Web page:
AUWCL Hosts Rapid Response Teach-In on Immigration Ban Executive Order

AUWCL faculty discuss immigration
AUWCL faculty discuss the implications of President Trump's executive order on immigration.

On Jan. 30, nine American University Washington College of Law faculty members participated in a live “teach-in” event at the law school to discuss the recent immigration executive orders signed by President Trump, and their immediate and future impact. The faculty members – experts in constitutional, immigration, administrative, international law, and more – updated the community on what took place with the immigration/travel ban over the weekend and the constitutionality of the orders.

The teach-in, attended by more than 200 community members and watched by 400 more online, was organized in less than 24 hours. “We are a law school that believes in the rule of law,” said Assistant Dean Amy Tenney when opening in the event. “We are also a law school of immigrants, including our dean, our vice dean, and our dean emeritus.”

The faculty panelists were Professors Amanda Frost, Anita Sinha, William Yeomans, Ira Robbins, Andrew Popper, Sunita Patel, Robert Goldman, and Mark Niles. Dean Tenney served as the moderator. They addressed everything from the execution of the executive order, to the resulting lack of access to attorneys for those being held at airports, to the new pressures being put on cities that have declared themselves sanctuary cities.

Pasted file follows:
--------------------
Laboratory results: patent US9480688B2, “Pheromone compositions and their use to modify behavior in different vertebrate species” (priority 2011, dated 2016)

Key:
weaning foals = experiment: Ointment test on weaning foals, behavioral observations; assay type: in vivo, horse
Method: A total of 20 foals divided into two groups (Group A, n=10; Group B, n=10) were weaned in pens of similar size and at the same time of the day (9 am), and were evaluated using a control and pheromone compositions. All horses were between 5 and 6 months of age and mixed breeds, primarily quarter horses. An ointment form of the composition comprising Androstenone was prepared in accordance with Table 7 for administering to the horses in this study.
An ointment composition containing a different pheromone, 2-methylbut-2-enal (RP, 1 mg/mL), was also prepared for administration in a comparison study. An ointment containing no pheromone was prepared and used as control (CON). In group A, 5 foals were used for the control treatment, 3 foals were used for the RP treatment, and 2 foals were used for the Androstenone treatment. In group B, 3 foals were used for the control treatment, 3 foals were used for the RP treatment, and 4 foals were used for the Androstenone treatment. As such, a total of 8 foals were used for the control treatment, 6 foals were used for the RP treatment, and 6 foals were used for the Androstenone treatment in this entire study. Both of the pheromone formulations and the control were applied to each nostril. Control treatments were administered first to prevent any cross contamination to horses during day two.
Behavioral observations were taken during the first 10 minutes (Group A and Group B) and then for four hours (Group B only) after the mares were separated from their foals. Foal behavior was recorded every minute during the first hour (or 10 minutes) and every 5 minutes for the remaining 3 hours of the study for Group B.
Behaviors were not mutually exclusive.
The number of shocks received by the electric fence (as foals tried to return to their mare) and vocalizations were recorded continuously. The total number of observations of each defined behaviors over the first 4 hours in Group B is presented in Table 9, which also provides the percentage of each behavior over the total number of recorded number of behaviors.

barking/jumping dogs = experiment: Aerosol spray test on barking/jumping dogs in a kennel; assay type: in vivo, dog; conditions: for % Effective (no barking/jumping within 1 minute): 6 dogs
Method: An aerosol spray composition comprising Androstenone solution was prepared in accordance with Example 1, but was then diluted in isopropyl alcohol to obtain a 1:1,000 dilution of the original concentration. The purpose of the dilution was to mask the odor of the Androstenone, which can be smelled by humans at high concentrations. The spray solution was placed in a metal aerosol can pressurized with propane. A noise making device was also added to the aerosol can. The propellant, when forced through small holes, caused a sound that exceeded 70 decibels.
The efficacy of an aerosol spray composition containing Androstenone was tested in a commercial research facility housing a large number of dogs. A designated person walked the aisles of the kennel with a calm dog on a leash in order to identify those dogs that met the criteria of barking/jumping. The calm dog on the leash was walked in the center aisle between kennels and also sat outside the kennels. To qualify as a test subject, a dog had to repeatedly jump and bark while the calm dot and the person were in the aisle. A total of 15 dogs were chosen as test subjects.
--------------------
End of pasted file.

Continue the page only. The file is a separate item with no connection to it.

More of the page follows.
“Part of the order states that they will take away resources from cities that are sanctuary cities,” said Professor Sunita Patel who teaches in the Civil Advocacy Clinic. “We will see cities resist or not based on what kinds of federal funds end up being threatened.”

The faculty stressed that students have options to have their voices, and legal work, contribute at this time. “The events from this weekend and all of these changes have invigorated protests and these actions set the stage for legal actions,” Patel said. “This is the moment to think about how to get involved. The legal and non-legal works supports each other. You are in law school at an important moment, so think about how you will use your skills both now and after graduation.”

Watch the full video of the panel.